I found Tatyana’s admission of burden due to her ‘good hair’ very interesting. I used to believe that women who had what we like to call a ‘good grade of hair’ had it easy. I also like to think that my perspective wasn’t my fault, that it was how I was brought up in a sense. From a child’s perspective there is separation, we notice the differences among one another and we draw inferences from our parents and surroundings in ways that they would never know that they are portraying.
I have Caribbean heritage, like Tatyana, and where I am from, the term ‘good hair’ was used all the time. My hair was ‘good’ to some extent, it wasn’t as ‘good’ as some of my cousins and friends but there were a few people that were on my side of the line which meant I was not alone.
The problem is everyone on my side of the line, wanted a perm because if we couldn’t get Tatyana curls, we would much rather settle for straight hair. That feels shameful now but a few years ago that was the cold hard truth. We have since then learned to love our hair and many of us can identify the error of our ways as we change our standards and how we view ourselves and our own natural hair.
According to Ali the label of good hair was as much a burden for her as it was for us who did not have it. She felt more like an outsider rather than accepted as most of us would believe. At this point I should mention that she has an Indo-Trinidadian father and a Panamanian mom so she is what we like to call mixed in some circles.
Her mix gives her the hair she has and she expressed her thoughts about it in an interview with Vlad TV, here is what she had to say:
It’s funny, when I was younger, it was something that set me apart and not necessarily in a good way, from other girls that I knew. Not that I was made fun but it felt like I was made to seem different. It’s interesting, the thing you think is a flaw.
When Chris Rock did Good Hair, I was like ‘Oh my gosh, he should have interviewed me.’ Because I feel like there’s one side of the story, which he told really, really well. But then there’s the other side of the story. It’s boys and girls sometimes. You know you have like a group of cousins playing and you separate the children that way, you’re doing as much damage to the chid you’re calling out for having “good hair” as you are–because you’re creating this separation that’s not true.
I grew up wanting to be able to twist my hair and wear my hair like my mom did and my aunts did. Because I wanted to be like them, I didn’t want to be different.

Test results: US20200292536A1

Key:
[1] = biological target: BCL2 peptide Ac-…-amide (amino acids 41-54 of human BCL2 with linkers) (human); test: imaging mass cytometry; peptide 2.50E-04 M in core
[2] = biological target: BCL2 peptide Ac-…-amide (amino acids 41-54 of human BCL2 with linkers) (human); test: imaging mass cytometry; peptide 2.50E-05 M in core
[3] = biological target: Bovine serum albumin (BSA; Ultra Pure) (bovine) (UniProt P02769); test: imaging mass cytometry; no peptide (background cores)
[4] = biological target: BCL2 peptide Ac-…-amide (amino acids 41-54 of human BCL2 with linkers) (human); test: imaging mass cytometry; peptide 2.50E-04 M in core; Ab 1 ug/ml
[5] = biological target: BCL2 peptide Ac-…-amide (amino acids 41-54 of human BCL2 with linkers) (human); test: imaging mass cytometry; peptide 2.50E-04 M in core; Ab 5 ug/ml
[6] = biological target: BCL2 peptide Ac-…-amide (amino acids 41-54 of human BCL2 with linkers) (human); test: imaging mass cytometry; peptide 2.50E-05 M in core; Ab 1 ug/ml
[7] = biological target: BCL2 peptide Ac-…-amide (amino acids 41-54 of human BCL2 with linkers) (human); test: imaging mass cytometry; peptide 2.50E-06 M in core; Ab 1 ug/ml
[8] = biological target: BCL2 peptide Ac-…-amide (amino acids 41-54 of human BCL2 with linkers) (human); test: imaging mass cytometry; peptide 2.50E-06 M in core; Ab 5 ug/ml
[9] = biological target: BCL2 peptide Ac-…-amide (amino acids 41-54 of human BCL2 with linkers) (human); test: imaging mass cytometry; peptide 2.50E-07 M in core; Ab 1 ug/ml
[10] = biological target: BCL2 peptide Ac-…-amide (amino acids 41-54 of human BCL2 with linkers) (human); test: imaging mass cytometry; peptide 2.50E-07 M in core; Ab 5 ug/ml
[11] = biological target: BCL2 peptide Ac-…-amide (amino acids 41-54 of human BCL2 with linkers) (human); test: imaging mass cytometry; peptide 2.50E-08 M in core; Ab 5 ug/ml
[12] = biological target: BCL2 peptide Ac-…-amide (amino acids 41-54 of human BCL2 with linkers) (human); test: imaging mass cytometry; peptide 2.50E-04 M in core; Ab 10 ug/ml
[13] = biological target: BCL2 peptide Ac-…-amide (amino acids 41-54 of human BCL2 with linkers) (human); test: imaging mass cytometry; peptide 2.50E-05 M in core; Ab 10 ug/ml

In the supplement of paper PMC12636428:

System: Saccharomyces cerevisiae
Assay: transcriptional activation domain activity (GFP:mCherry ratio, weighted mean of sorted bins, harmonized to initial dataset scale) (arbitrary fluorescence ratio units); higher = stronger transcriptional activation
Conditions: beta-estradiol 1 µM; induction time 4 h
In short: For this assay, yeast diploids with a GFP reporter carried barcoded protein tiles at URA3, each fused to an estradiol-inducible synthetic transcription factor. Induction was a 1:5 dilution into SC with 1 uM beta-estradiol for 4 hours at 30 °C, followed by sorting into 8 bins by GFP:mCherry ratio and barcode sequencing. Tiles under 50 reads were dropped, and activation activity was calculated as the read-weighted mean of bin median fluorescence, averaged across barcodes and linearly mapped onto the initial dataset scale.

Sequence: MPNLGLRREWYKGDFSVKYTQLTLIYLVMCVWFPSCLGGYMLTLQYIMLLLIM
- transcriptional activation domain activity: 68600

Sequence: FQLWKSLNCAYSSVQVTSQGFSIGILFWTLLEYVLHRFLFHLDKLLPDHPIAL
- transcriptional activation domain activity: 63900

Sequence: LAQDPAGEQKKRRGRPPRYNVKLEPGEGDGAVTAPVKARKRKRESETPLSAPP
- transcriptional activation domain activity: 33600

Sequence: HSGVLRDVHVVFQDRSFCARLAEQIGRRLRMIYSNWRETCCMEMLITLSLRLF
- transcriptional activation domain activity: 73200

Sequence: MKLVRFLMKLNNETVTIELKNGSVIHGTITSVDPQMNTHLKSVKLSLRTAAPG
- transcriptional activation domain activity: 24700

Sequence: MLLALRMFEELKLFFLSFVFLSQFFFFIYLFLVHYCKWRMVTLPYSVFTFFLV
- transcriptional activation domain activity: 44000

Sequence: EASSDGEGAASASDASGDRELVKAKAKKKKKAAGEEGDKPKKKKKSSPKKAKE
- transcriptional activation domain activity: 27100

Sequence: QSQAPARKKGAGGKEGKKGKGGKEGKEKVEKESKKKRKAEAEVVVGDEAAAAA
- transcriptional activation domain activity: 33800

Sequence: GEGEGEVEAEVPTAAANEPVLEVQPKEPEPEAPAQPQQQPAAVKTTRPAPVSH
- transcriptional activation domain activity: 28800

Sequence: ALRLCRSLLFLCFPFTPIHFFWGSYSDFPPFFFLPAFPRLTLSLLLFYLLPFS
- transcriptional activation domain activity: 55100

[Just that term “good hair”] is crazy.
Caribbean people do it even worse. They’ll say crazy things like, ‘Oh yeah, she’s so dark but she has good hair.’
If I saw Tatyana, I would probably call her out on the irony and say ‘It’s funny you say that, because as a child I used to wish I had hair like yours.” I wished it every day at 5pm when The Fresh Prince of Bel-Air would be on, and I would watch it instead of doing my homework. I also thought if I had her hair I would be pretty like she was and have a million boyfriends, but that’s a whole other post.
Many of us thought Tatyana was gorgeous overall; she had the whole package hair included. The point is you never know a person’s struggle and hearing her talk about it opens up the conversation about separation that we create among ourselves using terms like ‘good’ and ‘bad’.
In our own community, we still hear 4C naturals (again a separation label) complain about not being recognized as much as other naturals who are in the 3 category.
We hear stories about pictures getting more likes because the girl has cute loose ringlets and a woman with zig zag curls getting less likes, and the story goes on and on. I would like to think that we are beyond that. Actually, I do think we are beyond that – I think we now see that all grades of hair are good.
Natural hair gives us a form of uniqueness that a relaxer could never give; we all look different, and with everyone playing with colors and scissors, you will never see the same head in a room full of natural hair.
Personally, I no longer want Tatyana’s hair – I want my own hair. I no longer emulate her because of what she has that I do not have. I was a kid, and to some extent, a little jealousy is expected with very little self awareness at that time.
These days we are about celebration of all beauty, specifically when it comes to hair, and being able to hear a woman’s story from all sides, enjoy it and move on. Standards of beauty are changing – it is no longer what People or Vogue agazine said it was years ago – it is now what we say it is, – it is all good, and it is all different.
What did you think about Tatyana’s hair story?